In each story fact and fiction are cleverly woven together to offer an interesting tale. While fictitious, the execution of the stories lends credence to the possibility that they may in someways be true - narration in the voice of an historical curator, birth and death dates, family details, etc. In both narratives, the stereo image is a key part of the story, being used in the “Crosswell Twins” by Dr Addision to try to disprove the “ghost twin” and in “Levitation” by Mr Naylor to record his daughter’s brief ability to levitate. The narratives are exquisitely created. The plot is outlined on a story board, then the scenes are photographed with the appropriate props, costumes and models. Each finished story is pulled together with voice over and a music track. Leaving the stories open ended adds some mystery.

Chris shoots each scene with a medium format stereo camera. Initially he used a Russian stereo camera, the Gomz Sputnik from the 1950s/60s. The camera is a three lens camera, one viewing lens and the two taking lenses. All photos were created from multiple exposures on film. You can learn more about the Sputnik Camera at these sites: Camera Modifications Images from the Sputnik More Images The Living Image Vintage Camera Museum Sputnik Camera Manual Specification of the Sputnik Camera

Currently he uses a modern Chinese medium format stereo camera called the "TL-120", made by 3D World of China. The camera has the same look and style as the Sputnik. A newer version, the TL-120-1 is now available. More pictures and information are provided on the Dr T 3-d website (Dr T is the nick-name for George Themelis, editor of "Dimensions Three" in 2004).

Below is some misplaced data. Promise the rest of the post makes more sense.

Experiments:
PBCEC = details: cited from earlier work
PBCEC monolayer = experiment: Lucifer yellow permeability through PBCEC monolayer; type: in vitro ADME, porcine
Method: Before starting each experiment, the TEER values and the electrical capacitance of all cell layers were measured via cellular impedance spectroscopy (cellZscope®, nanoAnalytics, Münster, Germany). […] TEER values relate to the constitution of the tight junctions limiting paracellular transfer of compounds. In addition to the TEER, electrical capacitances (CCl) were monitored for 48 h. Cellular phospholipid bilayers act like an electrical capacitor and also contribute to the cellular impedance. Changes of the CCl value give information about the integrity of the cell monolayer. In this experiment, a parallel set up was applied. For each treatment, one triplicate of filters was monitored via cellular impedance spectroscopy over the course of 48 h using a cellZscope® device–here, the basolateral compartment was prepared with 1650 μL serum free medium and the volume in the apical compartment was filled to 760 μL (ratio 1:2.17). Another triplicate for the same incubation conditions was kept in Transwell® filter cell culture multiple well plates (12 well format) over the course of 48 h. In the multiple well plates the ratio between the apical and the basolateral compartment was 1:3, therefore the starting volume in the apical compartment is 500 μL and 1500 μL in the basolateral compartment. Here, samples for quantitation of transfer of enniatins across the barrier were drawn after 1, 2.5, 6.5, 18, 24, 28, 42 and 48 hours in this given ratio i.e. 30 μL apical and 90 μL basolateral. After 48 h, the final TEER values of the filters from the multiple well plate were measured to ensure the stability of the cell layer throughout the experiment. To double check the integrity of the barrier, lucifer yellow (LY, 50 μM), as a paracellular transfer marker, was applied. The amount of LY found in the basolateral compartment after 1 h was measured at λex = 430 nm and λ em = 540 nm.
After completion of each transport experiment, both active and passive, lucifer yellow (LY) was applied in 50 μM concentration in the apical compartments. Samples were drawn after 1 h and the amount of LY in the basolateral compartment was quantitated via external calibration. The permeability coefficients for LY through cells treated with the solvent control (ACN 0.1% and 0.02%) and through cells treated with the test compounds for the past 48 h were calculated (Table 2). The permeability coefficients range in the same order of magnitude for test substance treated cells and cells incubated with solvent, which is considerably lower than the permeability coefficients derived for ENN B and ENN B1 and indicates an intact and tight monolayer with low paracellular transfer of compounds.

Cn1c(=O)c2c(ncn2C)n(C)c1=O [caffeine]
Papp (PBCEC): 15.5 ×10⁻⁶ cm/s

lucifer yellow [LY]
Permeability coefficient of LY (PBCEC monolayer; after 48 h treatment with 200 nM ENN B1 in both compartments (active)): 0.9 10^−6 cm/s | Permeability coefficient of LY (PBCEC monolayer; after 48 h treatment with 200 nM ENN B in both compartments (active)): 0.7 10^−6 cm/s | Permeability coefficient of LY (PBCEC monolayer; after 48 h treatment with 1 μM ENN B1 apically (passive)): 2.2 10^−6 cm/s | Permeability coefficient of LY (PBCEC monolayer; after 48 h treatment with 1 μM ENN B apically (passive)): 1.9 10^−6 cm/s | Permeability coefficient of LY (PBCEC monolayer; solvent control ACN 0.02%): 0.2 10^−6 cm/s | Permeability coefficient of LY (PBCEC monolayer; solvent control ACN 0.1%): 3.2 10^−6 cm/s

The negatives were scanned to digital and modified, then converted to anaglyphs, in Photoshop. A typical sequence consisted of photographing a scene in stereo with his camera on a tripod. One exposure with the girl in the scene and one without. The scanned images were then imported to Photoshop where layers and masks removed the girl’s legs or faded the ghost twin, added shadows, corrected the stereo “right” and “left” views, etc. Chris has no problem with ghosting in his stereo images. (Ghosting is when the left image bleeds into right image and vice versa. It occurs most often in high contrast areas of an image.) Careful alignment of the stereo images, and the use of Photoshop to tone down high contrast areas eliminates the possibility of ghosting.His stories are reproduced in various media - the web, a published book, annotated view-master reel sets, and as auto run Proshow slide-shows for Windows.

Visit Chris’s web site to see complete outlines of the stories and the images. Both finished stories can be purchased as a set of View-Master reels while the Levitation story is also available as a small book with a selection of images in both 2-D and 3-D anaglyphs. Note that a third story, "Magic and Murder at the Candy Factory", is also available on Chris's web site.

This page was designed in Dreamweaver CS4 on an iMac running OS X 10.5 (Leopard). Unless otherwise noted, images on this page are courtesy of Chris Schneberger adjusted for this site in Adobe Photoshop CS4. The images are ©2008 by Christopher Schneberger and may not be used without his permission. Contents and portrait of Mr Schneberger are ©2008 by the Photographic Historical Society of Canada and may be used freely provided the source is clearly indicated. The image of the Sputnik camera is from ArsCamera - Vintage Russian Cameras. The image of the TL-120 is from George Themelis's web site. Copies of photographs displayed during this presentation may not be used without the copyright holder's permission. Contact PHSC at if you would like more information on the items discussed on this page.

Bob Carter